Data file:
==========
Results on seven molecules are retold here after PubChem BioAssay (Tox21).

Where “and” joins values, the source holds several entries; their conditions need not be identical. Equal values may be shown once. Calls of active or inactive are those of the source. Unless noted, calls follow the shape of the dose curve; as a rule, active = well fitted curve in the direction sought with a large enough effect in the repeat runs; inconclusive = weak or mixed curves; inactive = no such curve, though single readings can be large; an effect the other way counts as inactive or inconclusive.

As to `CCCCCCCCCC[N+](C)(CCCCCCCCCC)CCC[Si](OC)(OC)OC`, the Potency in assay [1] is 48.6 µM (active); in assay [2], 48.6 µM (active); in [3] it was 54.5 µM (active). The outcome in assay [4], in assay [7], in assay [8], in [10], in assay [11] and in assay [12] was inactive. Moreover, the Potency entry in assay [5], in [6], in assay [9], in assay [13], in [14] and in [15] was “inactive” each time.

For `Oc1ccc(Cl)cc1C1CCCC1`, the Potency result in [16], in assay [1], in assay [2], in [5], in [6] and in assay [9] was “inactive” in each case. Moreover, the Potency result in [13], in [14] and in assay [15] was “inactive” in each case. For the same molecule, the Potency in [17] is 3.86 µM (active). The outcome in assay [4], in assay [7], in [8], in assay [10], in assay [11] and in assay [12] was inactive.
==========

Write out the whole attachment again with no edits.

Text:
Results on seven molecules are retold here after PubChem BioAssay (Tox21).

Where “and” joins values, the source holds several entries; their conditions need not be identical. Equal values may be shown once. Calls of active or inactive are those of the source. Unless noted, calls follow the shape of the dose curve; as a rule, active = well fitted curve in the direction sought with a large enough effect in the repeat runs; inconclusive = weak or mixed curves; inactive = no such curve, though single readings can be large; an effect the other way counts as inactive or inconclusive.

As to `CCCCCCCCCC[N+](C)(CCCCCCCCCC)CCC[Si](OC)(OC)OC`, the Potency in assay [1] is 48.6 µM (active); in assay [2], 48.6 µM (active); in [3] it was 54.5 µM (active). The outcome in assay [4], in assay [7], in assay [8], in [10], in assay [11] and in assay [12] was inactive. Moreover, the Potency entry in assay [5], in [6], in assay [9], in assay [13], in [14] and in [15] was “inactive” each time.

For `Oc1ccc(Cl)cc1C1CCCC1`, the Potency result in [16], in assay [1], in assay [2], in [5], in [6] and in assay [9] was “inactive” in each case. Moreover, the Potency result in [13], in [14] and in assay [15] was “inactive” in each case. For the same molecule, the Potency in [17] is 3.86 µM (active). The outcome in assay [4], in assay [7], in [8], in assay [10], in assay [11] and in assay [12] was inactive.